1.  42,000+ Americans are killed every year in auto accidents. The Insurance Institute for Highway Safety reports that motor-vehicle accidents in the United States cause one death every 11 minutes, and an injury every 18 seconds. According to environmentalist Andrew Kimbrell, 90 million Americans have sustained disabling injuries in auto accidents, while more than 2.5 million Americans have died violent deaths on our highways.

This represents more than four times the 641,691 Americans killed in World War I, World War II, Korea and Vietnam combined. This is the equivalent of a fully loaded 747 crashing every 3 days and killing every passenger, week after week, year after year! If this many planes did crash, the airline industry would be shut down (as it was on September 11), but little is done about the deadly automobile situation.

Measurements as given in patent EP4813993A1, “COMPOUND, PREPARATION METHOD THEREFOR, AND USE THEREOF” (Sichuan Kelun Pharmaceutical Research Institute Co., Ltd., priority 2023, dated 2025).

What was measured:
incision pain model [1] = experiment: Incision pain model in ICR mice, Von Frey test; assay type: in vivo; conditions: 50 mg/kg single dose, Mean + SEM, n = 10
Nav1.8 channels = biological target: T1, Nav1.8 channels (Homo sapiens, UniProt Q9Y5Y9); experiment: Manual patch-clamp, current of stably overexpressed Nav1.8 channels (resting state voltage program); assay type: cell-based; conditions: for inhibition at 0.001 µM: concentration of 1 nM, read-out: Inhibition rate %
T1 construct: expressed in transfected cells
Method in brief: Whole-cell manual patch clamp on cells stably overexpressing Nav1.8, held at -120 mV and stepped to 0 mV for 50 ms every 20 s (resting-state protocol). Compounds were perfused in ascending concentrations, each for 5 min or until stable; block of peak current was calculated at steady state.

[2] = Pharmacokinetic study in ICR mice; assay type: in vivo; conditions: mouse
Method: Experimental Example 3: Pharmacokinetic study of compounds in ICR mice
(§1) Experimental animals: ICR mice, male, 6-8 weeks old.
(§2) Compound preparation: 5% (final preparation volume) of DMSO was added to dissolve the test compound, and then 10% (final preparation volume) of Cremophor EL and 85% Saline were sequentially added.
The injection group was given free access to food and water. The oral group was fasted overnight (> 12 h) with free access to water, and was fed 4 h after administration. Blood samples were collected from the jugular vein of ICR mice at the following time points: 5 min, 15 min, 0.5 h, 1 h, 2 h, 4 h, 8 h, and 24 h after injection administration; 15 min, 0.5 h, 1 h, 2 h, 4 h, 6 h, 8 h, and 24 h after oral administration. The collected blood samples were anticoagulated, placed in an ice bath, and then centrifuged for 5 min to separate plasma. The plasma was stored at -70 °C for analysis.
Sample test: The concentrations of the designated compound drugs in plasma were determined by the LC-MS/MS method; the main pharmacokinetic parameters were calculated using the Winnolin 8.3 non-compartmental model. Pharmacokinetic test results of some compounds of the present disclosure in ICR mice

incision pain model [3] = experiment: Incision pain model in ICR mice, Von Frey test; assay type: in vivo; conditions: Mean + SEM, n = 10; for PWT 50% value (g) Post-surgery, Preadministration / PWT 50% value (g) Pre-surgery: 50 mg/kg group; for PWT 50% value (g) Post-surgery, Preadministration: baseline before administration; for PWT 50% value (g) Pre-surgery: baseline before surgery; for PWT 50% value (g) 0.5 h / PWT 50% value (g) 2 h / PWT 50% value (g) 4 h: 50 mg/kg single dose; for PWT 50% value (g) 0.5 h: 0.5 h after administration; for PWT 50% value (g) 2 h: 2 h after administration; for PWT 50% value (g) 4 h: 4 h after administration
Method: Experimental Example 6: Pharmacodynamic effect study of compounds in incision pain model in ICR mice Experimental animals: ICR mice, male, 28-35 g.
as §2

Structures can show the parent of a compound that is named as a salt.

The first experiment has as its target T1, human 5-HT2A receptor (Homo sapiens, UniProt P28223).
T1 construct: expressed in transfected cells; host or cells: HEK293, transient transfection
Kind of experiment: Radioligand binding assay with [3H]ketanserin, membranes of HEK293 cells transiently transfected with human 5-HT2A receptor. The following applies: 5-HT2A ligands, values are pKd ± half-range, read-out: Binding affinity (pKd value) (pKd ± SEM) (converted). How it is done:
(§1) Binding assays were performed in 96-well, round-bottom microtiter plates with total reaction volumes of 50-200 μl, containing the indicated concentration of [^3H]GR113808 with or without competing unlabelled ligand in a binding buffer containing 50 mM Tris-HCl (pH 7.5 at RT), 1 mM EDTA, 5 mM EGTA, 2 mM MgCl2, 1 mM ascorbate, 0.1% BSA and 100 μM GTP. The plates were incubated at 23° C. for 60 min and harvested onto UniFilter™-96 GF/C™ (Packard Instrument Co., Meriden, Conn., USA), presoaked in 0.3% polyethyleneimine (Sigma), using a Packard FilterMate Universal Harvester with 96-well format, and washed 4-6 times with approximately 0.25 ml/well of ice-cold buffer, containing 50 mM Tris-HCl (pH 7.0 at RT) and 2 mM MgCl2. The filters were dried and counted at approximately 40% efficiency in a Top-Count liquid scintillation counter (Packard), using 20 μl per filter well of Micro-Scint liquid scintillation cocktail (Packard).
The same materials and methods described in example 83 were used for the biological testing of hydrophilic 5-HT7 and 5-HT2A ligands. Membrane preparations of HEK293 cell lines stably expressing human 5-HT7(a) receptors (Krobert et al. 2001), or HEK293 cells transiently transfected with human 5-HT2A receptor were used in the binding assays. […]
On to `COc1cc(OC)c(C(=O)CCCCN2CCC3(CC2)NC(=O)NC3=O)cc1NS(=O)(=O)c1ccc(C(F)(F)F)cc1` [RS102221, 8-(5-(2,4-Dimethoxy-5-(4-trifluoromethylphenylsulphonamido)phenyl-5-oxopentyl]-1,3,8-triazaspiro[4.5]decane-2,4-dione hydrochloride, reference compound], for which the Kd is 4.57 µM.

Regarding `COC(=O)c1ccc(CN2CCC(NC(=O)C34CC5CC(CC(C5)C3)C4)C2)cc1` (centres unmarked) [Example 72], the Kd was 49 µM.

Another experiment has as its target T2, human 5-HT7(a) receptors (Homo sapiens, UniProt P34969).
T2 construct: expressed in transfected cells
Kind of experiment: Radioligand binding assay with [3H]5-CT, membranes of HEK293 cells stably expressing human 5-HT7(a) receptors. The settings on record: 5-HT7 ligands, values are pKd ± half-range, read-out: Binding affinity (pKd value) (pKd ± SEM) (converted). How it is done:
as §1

WORLDWIDE, there are more than 2,500 fatalities and 50,000 injuries each day from traffic accidents. According to the World Health Organization, over 1 million people die each year in motor vehicle accidents.  In the year 2000, 1.26 million people died worldwide as a result of road traffic injuries.

2.  The road system is unable to efficiently move the overwhelming number of cars that clog it daily, resulting in constant congestion for thousands of miles across the country. Since 1982, while the U.S. population has grown nearly 20 percent, the time Americans spend in traffic has jumped an amazing 236 percent! In major American cities, the length of the combined morning-evening rush hour has doubled, from under three hours in 1982 to almost six hours today.